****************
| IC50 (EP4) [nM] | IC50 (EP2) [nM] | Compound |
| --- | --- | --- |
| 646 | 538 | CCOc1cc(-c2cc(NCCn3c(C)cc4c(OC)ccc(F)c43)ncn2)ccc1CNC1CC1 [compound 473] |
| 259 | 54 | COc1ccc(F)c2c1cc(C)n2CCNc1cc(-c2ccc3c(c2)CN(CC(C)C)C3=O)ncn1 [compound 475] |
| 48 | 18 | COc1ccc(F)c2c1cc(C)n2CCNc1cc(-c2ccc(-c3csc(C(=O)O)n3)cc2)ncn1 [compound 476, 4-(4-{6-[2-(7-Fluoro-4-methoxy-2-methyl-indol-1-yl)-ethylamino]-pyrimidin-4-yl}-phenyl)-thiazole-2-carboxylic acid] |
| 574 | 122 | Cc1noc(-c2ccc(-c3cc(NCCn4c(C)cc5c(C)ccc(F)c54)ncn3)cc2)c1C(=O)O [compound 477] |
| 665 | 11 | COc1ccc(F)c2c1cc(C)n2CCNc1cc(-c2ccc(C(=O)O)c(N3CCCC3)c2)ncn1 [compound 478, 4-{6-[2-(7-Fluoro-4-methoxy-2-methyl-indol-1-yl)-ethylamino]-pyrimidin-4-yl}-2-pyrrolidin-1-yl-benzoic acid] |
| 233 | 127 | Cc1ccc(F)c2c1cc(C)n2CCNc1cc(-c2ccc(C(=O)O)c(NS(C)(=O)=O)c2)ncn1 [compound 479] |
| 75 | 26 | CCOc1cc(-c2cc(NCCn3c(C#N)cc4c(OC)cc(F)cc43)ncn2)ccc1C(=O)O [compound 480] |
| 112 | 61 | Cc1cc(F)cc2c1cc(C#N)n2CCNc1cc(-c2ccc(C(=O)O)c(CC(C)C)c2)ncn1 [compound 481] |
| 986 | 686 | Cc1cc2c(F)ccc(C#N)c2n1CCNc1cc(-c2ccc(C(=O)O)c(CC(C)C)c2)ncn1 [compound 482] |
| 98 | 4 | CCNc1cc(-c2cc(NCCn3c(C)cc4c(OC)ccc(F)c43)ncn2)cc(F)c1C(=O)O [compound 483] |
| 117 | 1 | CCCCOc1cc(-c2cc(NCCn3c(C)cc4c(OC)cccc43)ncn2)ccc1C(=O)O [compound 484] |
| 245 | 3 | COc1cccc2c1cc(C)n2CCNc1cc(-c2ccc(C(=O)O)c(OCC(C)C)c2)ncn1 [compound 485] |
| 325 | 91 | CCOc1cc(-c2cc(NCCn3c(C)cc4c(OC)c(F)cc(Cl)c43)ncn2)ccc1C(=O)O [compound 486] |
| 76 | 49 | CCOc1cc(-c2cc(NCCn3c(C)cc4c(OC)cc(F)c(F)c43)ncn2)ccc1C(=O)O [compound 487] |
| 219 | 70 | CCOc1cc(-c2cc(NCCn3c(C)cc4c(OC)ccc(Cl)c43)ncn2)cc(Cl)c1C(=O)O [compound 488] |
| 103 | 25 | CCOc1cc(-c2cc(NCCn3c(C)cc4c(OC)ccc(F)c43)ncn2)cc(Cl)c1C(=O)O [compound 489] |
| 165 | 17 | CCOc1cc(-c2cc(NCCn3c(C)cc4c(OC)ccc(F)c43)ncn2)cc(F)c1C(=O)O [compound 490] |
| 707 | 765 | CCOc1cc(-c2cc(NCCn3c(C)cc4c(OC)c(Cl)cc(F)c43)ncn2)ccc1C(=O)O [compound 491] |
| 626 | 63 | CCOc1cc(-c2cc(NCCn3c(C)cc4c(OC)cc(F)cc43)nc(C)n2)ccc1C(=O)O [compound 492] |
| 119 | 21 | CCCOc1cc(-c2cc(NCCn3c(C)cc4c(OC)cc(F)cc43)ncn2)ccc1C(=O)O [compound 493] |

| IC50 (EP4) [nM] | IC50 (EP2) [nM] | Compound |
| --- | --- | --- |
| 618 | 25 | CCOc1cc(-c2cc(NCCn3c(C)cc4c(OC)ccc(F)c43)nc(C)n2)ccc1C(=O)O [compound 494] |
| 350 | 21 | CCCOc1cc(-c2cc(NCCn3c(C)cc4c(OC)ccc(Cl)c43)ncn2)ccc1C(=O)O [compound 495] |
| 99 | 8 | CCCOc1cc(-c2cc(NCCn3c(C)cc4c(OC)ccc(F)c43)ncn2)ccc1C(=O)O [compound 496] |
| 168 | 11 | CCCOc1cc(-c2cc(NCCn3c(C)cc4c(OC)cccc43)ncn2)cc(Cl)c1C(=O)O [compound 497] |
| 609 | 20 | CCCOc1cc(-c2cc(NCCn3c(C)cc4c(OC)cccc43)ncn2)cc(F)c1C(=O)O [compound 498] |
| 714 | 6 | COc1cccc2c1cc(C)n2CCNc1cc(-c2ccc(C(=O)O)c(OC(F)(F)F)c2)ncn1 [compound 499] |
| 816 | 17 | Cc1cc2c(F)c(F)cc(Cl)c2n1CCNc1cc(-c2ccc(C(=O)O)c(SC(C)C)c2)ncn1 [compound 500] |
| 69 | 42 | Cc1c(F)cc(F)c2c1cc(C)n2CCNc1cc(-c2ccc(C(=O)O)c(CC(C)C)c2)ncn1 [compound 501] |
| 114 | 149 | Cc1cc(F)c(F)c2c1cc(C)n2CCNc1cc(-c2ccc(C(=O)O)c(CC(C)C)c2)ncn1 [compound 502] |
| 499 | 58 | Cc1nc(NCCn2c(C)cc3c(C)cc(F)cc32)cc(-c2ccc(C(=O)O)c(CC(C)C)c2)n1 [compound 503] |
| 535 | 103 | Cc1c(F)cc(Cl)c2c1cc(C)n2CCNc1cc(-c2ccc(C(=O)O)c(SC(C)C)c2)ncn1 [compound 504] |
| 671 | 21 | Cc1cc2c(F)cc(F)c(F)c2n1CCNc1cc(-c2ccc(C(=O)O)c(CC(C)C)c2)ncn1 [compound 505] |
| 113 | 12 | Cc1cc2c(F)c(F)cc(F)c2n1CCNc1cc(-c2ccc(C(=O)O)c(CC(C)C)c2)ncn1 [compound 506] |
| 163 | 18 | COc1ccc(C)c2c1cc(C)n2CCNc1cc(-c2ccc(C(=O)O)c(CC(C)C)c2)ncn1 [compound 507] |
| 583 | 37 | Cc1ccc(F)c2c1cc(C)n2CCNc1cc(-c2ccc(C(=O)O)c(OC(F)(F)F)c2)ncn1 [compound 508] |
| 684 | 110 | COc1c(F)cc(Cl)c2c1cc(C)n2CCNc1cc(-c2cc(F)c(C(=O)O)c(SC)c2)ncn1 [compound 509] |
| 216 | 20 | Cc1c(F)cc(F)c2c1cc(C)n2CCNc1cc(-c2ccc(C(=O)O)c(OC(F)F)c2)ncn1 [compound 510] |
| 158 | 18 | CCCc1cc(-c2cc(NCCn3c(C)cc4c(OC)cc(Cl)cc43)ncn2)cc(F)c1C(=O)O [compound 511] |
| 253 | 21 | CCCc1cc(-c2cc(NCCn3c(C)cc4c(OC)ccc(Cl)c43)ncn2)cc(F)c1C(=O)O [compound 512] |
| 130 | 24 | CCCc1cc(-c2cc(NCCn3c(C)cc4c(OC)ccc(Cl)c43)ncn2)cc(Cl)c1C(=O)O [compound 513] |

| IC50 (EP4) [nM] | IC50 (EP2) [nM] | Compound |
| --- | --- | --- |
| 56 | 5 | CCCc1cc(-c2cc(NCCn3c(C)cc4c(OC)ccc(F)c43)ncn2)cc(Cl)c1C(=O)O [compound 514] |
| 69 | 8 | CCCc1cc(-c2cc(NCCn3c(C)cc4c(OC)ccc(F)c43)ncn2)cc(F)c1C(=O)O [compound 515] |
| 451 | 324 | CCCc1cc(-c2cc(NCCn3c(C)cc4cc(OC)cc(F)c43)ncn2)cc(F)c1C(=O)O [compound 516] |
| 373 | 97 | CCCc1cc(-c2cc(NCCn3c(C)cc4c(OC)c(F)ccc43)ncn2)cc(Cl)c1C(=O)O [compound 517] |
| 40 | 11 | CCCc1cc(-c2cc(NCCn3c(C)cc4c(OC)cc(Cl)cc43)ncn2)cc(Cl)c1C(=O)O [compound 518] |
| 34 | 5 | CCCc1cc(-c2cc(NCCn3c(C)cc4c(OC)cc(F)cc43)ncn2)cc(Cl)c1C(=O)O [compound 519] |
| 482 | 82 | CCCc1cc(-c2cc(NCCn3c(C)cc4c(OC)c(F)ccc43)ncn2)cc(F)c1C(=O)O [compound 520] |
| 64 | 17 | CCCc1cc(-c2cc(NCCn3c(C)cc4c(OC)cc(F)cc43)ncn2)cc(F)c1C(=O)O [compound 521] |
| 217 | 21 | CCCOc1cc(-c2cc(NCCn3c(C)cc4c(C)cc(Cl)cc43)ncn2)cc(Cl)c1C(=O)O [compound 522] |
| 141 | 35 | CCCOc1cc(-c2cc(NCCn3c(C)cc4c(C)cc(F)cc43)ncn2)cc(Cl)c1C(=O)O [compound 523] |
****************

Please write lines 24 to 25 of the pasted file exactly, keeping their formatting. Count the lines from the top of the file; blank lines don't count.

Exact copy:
| --- | --- | --- |
| 618 | 25 | CCOc1cc(-c2cc(NCCn3c(C)cc4c(OC)ccc(F)c43)nc(C)n2)ccc1C(=O)O [compound 494] |